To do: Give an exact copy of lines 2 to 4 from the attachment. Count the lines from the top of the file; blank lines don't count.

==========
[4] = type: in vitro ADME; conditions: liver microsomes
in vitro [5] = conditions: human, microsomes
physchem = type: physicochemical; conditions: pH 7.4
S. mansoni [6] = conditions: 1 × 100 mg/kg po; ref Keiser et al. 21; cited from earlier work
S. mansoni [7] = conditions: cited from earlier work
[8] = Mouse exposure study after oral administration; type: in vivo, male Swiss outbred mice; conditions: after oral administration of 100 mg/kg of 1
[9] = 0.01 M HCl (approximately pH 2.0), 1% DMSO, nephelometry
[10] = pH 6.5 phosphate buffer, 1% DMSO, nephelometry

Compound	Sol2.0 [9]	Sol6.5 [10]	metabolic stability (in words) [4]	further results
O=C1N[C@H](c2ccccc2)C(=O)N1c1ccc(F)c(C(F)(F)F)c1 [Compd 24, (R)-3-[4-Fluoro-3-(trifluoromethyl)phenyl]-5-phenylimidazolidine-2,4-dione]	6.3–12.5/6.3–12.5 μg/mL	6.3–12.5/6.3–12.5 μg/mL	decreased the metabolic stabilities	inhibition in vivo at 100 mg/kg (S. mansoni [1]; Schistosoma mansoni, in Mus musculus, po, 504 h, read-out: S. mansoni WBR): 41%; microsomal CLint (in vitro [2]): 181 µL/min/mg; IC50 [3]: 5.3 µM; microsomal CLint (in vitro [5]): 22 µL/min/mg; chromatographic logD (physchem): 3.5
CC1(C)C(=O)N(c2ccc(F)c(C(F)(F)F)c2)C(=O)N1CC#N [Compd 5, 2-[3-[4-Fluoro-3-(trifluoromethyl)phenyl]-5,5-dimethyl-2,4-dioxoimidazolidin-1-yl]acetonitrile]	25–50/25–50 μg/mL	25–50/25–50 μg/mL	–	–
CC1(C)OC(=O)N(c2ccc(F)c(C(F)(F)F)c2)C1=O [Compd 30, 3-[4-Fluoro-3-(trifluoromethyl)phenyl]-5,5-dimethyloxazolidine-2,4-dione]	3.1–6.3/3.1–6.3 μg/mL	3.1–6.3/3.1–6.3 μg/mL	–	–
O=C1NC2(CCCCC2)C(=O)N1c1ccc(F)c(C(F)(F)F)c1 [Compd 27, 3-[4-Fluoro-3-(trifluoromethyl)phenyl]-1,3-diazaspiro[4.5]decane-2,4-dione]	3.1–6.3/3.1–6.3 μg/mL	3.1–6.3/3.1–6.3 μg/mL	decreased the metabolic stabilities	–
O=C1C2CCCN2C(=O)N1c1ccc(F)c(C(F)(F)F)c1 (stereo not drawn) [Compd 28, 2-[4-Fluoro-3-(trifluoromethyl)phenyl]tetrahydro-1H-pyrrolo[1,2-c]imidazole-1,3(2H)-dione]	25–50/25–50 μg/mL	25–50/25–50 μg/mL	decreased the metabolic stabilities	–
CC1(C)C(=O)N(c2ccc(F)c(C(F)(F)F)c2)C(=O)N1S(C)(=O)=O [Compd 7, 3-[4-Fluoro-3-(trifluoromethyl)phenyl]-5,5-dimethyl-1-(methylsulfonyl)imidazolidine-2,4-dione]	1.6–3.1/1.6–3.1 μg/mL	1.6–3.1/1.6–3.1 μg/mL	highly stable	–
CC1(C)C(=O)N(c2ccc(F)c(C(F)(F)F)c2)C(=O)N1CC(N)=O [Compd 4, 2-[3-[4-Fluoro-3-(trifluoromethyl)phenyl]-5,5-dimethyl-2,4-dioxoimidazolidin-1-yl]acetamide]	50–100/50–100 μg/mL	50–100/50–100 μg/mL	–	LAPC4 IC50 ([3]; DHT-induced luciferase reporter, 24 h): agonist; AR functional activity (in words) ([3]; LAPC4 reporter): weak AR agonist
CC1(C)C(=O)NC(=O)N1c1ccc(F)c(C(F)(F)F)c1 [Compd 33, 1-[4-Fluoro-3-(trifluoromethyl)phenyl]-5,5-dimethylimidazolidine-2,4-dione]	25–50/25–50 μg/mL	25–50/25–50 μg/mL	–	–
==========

in vitro [5] = conditions: human, microsomes
physchem = type: physicochemical; conditions: pH 7.4
S. mansoni [6] = conditions: 1 × 100 mg/kg po; ref Keiser et al. 21; cited from earlier work